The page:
I imagine my children, growing over the years, leaving their childhoods behind and becoming—day by day—people in their own right.
© Aron Hsiao / 2016
And I imagine them living in a world in which their parents have always been apart, so far as they understand things, on a day to day basis. It is taken for granted. Normal. The nature of things.
And yet, I also imagine them having strange, fleeting memories now and then as they walk to the mailbox, perhaps, or as they put their cars into reverse to back out of the driveway, or as they slide into late sleep before another day of high school or college.
Haunted, fleeting, half-conscious half-images, faint recollections, unplaceable impressions of an ancient time, now lost to history, a dream world in which they lived together with both of their parents, in the warm womb of a family—of all of us in the same room, making pancakes, mowing lawns, tidying bookshelves, playing games—mornings and evenings in another life, a life they’re not sure they actually lived, that they can’t quite bring into focus, no matter how they try, no matter how they reach out to grasp.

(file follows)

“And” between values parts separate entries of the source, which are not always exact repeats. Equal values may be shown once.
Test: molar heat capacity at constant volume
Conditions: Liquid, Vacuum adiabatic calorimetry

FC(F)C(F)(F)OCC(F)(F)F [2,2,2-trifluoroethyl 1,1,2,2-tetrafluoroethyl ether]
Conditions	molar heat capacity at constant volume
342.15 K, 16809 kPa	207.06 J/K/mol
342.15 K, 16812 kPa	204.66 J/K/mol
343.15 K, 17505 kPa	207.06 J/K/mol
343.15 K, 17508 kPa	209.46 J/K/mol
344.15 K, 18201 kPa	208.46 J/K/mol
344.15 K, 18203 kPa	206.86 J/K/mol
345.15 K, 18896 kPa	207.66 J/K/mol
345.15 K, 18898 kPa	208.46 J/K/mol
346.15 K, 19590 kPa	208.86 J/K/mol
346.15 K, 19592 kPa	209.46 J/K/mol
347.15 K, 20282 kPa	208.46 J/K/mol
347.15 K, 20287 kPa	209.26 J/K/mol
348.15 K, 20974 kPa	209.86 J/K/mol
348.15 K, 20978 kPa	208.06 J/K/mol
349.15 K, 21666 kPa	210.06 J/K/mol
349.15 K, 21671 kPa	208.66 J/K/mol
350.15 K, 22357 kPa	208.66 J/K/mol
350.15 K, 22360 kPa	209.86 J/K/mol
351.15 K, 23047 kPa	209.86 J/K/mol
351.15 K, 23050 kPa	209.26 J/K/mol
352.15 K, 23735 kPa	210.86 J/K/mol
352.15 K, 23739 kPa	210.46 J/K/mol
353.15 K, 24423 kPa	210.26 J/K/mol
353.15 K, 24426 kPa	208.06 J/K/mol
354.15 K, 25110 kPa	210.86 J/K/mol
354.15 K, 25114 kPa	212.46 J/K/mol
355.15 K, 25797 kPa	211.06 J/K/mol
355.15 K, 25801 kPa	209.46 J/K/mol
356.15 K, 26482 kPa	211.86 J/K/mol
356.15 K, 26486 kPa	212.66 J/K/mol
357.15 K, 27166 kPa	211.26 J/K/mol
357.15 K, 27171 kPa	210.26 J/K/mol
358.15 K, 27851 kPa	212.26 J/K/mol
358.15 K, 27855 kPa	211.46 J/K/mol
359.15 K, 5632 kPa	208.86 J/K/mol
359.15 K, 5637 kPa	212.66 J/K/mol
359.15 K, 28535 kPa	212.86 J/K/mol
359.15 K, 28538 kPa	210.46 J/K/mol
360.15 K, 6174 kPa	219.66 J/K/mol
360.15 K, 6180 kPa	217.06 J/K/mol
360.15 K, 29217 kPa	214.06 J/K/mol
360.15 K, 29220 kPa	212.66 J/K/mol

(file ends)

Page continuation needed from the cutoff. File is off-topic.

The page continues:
A world that they can not be sure was ever real.
The line, I believe, goes: “Once upon a time, in your wildest dreams.”
I don’t know how successful we were at shielding them from the endless tension, frenetic raging, and silent seething that characterized the five years of our marriage after we became parents. God knows I tried my best, for my part.
But I cling to the hope that someday, in those moments when the ghost of the past whispers in their ears, what they will feel is a bittersweet longing for something beautiful—something magical yet forever lost—that they can’t quite recall. Not, I pray, a small-minded, jaded satisfaction at the end of the fraught home life that underlay their young childhoods.